Land of Black Gold

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Tintin in Land of Black Gold taken from Wikipedia

 

Oasis of Middle East taken from themoryboard

Middle Eastern archaeology also known as Near Eastern archaeology is a field of study  in the area of the Fertile Cresent, the region between the Nile Valley (modern Egypt) , Mesopotamia (modern Iraq) and the Levant the area adjacent to the east coast of the Mediterranean. The southern region which is  Israel and part of Jordan formerly known as Palestine   (Ancient Roman name)  also comes under this field.

Some scholars also  include Iran, the Arabian peninsula and its islands, Anatolia (modern-day Turkey), Cyprus and North Africa west of Egypt as part of this field. Much of this region is rich in oil that some westerners call  it ‘Land of Black Gold’. Herge popularized it in one of his Tintin stories which saw Tintin on a report in  the middle east. The story is Land of Black Gold.

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Map of Middle East taken from Wikipedia

The middle east  with its vast  history has made media coverage more for its controversial politics than its  archaeology. Most journalism from this region concerns itself more with the politics as in the Syria crisis.  I would love to see more of the archaeology on the news than the endless wars and bloodshed. Back in 2003 one of my lecturers in my undergraduate degree at La Trobe University  Dr. Anne Gardner expressed that the modern day conflict in this region mirrors that of the ancient conflict. Indeed the archaeology has proven the existence of the wars mentioned in the Bible through artifacts, burnt cities,  written documents etc.

Image of Warfare in middle east taken from foreign policy

 

World War III prediction image taken from Before its News

 

The archaeology of this area originated from  the 19th century discipline of Biblical archaeology.  Many 19th century Europeans  were sticking spades in this region to uncover evidence of Biblical stories. Much archaeology in this region is still influenced by this discipline, however the last three decades has witnessed archaeologists moving their work  away from the Bible.

After all this region has so many layers of different civilizations like the Semites, Arabs, Egyptians,  Persians, Greeks, Romans etc. The deserts and sands in the region contain all these layers. No doubt there is so much more waiting to be discovered hidden beneath these sands and deserts.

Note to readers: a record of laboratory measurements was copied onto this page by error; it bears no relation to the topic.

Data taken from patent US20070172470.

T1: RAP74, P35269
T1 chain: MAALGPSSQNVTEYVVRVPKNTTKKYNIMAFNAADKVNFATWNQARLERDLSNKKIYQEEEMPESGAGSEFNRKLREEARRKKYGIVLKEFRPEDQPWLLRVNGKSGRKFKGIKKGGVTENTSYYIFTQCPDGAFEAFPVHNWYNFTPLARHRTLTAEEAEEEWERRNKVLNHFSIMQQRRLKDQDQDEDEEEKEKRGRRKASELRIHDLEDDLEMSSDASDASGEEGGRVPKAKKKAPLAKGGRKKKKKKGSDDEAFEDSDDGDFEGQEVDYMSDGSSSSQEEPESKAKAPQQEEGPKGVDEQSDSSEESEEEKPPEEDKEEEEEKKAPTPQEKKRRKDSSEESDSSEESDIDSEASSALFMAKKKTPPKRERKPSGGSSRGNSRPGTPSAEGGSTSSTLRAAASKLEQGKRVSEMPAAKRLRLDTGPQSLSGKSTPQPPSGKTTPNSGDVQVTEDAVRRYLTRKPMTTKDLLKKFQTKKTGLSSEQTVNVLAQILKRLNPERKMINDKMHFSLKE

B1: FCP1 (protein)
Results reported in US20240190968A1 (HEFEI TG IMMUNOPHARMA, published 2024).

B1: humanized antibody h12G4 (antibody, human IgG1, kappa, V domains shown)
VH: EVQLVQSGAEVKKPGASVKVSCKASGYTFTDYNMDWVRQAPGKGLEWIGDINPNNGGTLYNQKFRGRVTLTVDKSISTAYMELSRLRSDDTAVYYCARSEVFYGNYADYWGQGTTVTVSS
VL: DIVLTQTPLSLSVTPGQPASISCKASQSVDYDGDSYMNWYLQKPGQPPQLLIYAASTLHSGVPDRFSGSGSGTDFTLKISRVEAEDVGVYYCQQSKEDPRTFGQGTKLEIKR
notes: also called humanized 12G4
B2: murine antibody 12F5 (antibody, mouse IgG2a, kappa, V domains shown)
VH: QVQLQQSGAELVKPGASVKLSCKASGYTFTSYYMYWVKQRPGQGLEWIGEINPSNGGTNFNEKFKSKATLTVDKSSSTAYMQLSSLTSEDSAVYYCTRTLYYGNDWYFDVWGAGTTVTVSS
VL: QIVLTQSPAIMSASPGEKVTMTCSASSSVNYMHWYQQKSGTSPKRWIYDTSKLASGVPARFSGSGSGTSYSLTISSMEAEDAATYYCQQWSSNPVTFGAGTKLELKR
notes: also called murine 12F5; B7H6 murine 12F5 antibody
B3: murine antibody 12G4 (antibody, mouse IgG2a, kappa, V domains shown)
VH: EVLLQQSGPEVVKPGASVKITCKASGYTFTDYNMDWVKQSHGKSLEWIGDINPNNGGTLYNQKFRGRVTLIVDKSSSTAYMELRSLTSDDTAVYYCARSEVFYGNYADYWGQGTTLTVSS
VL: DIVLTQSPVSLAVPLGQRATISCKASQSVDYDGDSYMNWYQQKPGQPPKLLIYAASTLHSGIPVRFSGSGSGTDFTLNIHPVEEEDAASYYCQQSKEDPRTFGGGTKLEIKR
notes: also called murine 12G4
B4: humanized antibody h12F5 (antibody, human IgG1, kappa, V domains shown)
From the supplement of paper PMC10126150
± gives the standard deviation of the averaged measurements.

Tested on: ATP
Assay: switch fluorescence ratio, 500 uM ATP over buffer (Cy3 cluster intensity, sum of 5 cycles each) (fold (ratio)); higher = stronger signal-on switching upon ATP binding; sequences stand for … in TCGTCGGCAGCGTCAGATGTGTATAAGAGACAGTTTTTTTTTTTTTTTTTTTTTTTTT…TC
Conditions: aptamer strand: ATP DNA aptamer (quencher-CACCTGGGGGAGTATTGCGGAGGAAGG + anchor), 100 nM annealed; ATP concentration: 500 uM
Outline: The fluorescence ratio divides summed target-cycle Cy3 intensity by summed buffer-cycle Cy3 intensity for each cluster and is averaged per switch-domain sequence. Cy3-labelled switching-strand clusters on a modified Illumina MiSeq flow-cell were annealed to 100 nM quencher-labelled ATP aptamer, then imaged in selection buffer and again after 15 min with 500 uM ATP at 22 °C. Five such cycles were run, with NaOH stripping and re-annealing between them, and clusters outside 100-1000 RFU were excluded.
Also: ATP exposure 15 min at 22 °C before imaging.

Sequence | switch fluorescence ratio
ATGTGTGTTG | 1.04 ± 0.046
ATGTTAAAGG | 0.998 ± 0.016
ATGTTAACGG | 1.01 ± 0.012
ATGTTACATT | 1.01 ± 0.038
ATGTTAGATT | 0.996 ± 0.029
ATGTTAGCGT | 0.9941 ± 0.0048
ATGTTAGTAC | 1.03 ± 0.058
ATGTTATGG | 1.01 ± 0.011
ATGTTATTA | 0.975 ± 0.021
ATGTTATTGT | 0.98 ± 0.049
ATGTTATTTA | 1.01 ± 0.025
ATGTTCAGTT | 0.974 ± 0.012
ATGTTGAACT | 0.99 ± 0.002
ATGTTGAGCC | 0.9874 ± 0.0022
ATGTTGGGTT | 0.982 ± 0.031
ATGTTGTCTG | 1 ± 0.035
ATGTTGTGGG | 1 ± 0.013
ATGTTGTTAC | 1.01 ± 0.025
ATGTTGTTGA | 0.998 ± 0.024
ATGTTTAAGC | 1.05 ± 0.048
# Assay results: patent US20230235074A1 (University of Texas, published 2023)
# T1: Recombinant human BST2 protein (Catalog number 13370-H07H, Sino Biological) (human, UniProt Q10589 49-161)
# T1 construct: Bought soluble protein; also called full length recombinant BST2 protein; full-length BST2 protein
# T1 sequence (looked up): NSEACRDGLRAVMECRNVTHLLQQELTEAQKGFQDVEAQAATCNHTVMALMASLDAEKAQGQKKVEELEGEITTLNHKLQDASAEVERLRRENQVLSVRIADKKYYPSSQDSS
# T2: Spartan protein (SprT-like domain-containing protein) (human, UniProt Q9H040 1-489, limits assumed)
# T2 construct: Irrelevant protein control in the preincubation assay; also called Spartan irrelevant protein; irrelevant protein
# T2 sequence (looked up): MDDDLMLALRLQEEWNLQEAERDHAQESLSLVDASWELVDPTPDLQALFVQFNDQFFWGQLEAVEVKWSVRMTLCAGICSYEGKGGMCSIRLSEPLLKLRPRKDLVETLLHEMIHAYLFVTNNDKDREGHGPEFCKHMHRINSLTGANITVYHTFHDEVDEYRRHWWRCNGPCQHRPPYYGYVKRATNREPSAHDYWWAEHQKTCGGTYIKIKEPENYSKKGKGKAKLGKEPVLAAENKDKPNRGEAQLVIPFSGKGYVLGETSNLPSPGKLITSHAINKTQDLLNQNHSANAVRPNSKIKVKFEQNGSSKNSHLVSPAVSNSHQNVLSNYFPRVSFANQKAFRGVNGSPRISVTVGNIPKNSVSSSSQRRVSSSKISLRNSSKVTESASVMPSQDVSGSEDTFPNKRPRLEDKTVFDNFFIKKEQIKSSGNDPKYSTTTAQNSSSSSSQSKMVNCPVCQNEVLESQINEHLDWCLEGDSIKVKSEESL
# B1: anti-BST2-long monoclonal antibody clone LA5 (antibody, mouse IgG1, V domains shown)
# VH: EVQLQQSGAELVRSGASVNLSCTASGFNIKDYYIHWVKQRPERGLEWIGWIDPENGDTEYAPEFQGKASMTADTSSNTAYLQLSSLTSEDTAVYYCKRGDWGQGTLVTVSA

Biblical archaeology  which is quite a big field in the United States, not so much here deals with the regions mentioned in the Bible like Assyria and Babylon. Due to the historic interest in this area there are a large number of organisations dedicated  to its  archaeology like  American Schools of Oriental Research .    

The middle east  is seen by many scholars to be  the cradle of civilisation.  To date  the latest research shows that this region gave us the first forms of farming, agriculture, writing, the wheel (seen by many to be the greatest invention of humankind), centralised  governments, law codes  and empires as well as social stratification, slavery and organized government.It was here as well that the earliest forms of astronomy and mathematics appear.

Image of farming taken from Nick Gratham

Wheat in full bloom taken from Static Images

 

Picture of US government taken from US Consulate

Image of writing taken from Axal

Evolution of the wheel taken from Edtech blogspot

Since i was 15 years old ive had a fascination with the ancient city of Sumer. Sumer was a city  located  in southern Mesopotamia in what is modern Iraq. Most scholars believe that it is the earliest known civilisation in the world. It arose in the  late six millennium BC and lasted through  the fourth  millennium BC. People lived in mud-brick huts,  practiced fariming and had formed government and cities. These cities had Zigurates (temples to the gods).  They were in the form of pyramids with steps rising towards the sky. It is my dream  to travel to Iraq if it becomes safer and do a report on the ancient remains like the ziggurats.

 

Great Ziggurat of Ur, South Iraq 2013 taken from Ancient History Encyclopedia

Statues of Sumerians taken from Ancient Visitors Blogspot

 

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